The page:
ALMOST every great city has a river.
Schoolchildren by the thousands wept when Pluto was officially banished from the ranks of the major planets back in 2006, but for the asteroids, demotion to the interplanetary minor leagues is very old news. When Ceres was discovered in 1801 during a search of the mysteriously empty space between Mars and Jupiter, astronomers were convinced they’d found a new planet.
When Al Krusac, 72, missed his senior prom in 1936 because he had joined the Army, his high school sweetheart Clara Curtis had to go with a cousin.
Perhaps because it seems intuitively true, the notion persists that running, especially when done long-term and over long distances, is bad for the joints. Indeed, it would be hard to think otherwise when with each foot strike, a runner’s knee withstands a force equal to eight times his or her body weight for a 150-lb.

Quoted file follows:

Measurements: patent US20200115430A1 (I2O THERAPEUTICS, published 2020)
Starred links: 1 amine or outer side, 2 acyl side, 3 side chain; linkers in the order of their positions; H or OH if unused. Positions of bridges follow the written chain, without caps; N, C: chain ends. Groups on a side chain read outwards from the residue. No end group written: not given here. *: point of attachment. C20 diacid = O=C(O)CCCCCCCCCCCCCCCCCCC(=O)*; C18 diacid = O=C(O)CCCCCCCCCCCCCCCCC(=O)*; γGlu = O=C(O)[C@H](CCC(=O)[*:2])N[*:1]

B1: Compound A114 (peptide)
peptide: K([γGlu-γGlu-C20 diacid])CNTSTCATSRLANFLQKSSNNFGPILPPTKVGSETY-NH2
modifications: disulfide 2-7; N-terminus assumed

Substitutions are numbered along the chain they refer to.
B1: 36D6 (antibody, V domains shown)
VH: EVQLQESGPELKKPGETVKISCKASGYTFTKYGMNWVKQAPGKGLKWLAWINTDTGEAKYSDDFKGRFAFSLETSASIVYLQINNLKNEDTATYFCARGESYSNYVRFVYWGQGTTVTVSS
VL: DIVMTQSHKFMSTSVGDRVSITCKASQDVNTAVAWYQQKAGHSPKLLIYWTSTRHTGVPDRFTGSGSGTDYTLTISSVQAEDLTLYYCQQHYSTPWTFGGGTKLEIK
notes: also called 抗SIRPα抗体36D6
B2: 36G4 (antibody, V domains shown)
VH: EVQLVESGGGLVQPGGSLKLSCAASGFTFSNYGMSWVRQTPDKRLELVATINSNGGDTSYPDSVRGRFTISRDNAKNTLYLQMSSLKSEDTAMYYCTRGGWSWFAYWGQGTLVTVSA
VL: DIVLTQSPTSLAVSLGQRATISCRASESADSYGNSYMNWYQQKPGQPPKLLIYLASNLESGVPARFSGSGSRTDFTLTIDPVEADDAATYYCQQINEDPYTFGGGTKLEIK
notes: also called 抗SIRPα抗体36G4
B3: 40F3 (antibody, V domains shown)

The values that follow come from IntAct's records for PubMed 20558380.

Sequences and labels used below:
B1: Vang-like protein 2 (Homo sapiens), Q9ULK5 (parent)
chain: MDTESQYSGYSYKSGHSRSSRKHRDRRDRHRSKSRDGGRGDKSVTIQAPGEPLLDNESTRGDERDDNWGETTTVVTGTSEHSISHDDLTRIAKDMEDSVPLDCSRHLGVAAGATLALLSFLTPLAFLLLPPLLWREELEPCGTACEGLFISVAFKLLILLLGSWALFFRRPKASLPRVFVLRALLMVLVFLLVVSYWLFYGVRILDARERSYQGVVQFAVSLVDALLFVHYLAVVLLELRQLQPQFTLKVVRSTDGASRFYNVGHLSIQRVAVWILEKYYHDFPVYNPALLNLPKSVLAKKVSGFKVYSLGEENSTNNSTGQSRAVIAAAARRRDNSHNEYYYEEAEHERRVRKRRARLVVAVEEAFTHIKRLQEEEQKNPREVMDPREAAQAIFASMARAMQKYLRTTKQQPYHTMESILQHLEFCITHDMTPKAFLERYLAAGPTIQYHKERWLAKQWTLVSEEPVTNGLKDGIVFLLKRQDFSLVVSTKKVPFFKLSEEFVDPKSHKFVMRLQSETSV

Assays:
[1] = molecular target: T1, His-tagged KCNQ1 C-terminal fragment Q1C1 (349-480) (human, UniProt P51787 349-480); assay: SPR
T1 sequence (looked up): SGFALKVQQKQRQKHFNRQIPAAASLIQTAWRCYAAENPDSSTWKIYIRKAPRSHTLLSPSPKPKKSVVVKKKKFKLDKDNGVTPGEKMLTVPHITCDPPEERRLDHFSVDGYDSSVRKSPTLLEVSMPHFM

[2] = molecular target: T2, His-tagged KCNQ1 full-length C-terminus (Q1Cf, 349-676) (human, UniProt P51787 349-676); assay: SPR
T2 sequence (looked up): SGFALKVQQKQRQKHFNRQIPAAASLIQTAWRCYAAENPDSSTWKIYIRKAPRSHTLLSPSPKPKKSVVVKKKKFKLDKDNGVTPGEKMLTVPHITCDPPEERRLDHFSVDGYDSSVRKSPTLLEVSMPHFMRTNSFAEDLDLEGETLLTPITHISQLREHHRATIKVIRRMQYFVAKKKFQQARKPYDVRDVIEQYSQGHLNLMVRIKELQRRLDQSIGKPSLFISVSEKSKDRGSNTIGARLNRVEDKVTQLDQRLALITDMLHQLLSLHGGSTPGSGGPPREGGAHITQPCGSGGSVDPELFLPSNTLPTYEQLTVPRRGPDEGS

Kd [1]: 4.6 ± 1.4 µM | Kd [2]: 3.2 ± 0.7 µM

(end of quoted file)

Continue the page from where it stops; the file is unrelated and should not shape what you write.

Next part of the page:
With three best sellers to his credit, Malcolm Gladwell is one of the brightest stars in the media firmament. A British-born, Ontario-raised New Yorker staff writer and 2005 TIME 100 honoree, Gladwell’s clear prose and knack for upending conventional wisdom across the social sciences have made The Tipping Point, Blink and Outliers, as well as his lengthy magazine features on topics ranging from cool-hunting to ketchup, into must reads.
The woman who was denied a marriage license by a Louisiana justice of the peace because he refused to marry interracial couples said the official should lose his job. Beth McKay said she never could have expected what she heard from Tangipahoa Parish’s 8th Ward Justice of the Peace Keith Bardwell when she called his office a week ago to officiate her marriage to her African-American fiance, Terence.